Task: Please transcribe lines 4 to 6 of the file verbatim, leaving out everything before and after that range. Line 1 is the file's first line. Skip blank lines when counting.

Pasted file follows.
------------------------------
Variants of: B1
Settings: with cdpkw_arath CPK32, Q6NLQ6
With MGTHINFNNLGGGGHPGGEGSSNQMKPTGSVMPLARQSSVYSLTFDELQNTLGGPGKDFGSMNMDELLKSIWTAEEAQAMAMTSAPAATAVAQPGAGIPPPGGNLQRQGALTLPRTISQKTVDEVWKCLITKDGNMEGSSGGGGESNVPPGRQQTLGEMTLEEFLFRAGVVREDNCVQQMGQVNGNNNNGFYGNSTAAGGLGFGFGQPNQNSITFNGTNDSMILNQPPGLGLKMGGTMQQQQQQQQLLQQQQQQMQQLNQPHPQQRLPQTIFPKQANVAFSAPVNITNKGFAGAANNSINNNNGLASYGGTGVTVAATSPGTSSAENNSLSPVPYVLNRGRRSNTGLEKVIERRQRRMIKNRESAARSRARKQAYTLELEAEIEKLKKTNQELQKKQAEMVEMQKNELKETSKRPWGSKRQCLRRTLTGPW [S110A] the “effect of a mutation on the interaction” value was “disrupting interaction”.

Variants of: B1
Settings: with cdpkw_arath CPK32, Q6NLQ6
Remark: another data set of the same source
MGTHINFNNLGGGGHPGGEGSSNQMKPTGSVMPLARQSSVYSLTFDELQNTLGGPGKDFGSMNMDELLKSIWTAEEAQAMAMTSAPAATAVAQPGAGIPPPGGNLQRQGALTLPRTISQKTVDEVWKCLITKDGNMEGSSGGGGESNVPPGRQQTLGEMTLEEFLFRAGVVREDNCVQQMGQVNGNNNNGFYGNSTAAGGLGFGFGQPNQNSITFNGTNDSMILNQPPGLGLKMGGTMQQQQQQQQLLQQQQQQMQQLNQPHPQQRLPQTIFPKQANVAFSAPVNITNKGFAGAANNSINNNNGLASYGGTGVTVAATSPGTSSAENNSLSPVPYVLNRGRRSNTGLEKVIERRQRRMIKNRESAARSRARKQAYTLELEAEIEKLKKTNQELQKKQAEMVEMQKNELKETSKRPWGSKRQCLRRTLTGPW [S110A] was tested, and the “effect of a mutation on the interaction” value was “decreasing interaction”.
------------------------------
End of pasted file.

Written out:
Variants of: B1
Settings: with cdpkw_arath CPK32, Q6NLQ6
Remark: another data set of the same source